Surrealist pearls celebrate the power of the sea
Joy BC brings a mysticism to pearl earrings for pieces inspired by the sea
Pearls have long been the stuff of legends, and their luminescent forms, swathed in symbolism, make them natural embellishments. UK-based artist and goldsmith Joy Bonfield-Colombara is the latest jeweller to look beyond the traditionally perfect clean white orb of a pearl, embracing pearls in moody hues with asymmetrical silhouettes. Her work, taking inspiration from the sea, intertwines Jung’s theory of the sea as the unconscious with surrealist influences for jewellery both playful and sensual.
The resulting pieces put the pearl front and centre, looping them on gleaming curves which graze the jawline. ‘If I say ‘think of a pearl’ – I do understand that most people would probably think of a perfect white orb,’ says Bonfield-Colombara. ‘This is the standardised way in which we have been marketed and taught to perceive them. Why I use a certain pearl is because it speaks to me. As an artist, I think of a concept and how certain colours and forms convey that.’ She is drawn to colours of pearls which reflect the deep blues, greens and blacks of the sea; juxtaposed against warm golds and silvery yellows, they become iridescent. ‘This to me is like the moonlight on the sea at night or sunshine refracting through water,’ she adds.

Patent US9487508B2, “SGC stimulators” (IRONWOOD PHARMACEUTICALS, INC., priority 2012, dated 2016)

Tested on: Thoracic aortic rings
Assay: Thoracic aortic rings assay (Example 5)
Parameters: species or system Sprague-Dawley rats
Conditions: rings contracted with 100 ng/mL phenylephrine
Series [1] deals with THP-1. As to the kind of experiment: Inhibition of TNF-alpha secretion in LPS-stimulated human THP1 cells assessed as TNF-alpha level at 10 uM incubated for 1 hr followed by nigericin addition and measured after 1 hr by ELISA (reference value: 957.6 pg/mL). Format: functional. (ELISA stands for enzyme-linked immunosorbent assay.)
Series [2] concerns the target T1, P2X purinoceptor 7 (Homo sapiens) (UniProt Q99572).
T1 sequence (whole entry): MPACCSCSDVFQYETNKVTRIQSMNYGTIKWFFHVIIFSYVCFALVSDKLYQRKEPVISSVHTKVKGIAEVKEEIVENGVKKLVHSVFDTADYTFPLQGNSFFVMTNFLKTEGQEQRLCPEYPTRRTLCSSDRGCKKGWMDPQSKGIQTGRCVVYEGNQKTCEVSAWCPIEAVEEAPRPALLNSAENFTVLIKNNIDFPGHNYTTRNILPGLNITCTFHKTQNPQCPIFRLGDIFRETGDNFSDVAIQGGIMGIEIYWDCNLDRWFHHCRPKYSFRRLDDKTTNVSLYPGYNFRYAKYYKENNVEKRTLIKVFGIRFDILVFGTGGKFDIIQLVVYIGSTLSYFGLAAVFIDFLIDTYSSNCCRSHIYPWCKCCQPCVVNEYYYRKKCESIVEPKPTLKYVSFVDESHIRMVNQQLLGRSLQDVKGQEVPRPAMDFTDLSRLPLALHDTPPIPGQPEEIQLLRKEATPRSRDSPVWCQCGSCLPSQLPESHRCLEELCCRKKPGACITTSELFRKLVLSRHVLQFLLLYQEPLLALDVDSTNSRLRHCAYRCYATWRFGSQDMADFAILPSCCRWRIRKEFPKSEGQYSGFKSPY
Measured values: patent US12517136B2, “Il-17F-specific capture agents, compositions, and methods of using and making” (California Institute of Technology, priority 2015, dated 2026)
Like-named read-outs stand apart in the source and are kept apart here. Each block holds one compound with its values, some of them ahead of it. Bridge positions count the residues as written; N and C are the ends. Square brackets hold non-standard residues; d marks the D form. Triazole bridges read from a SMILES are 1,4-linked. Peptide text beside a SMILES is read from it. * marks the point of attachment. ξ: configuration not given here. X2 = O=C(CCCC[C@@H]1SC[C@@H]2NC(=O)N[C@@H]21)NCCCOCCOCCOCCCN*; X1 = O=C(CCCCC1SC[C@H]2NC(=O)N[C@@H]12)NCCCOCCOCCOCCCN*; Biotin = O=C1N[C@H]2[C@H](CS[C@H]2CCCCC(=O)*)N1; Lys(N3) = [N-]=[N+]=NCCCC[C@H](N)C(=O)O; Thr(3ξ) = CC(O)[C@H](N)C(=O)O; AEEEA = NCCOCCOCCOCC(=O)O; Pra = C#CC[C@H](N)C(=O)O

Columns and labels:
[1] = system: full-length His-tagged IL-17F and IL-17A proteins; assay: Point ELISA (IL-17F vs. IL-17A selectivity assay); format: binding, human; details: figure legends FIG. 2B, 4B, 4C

The sculptural forms of the pearls deconstruct the art which inspires them, referencing Hellenistic sculpture in their fluid forms which, when paired with a contemporary design, come full circle. ‘Storytelling is so important, and imagination - the ability to dream and create fantasies. As we get older we are taught to stop playing,’ says Bonfield-Colombara. ‘I think it is so important to hold onto the ability to ‘play’ and be imaginative. I want my work to have this magical and mythical aspect to it. It creates a key into a doorway of dreams.’ §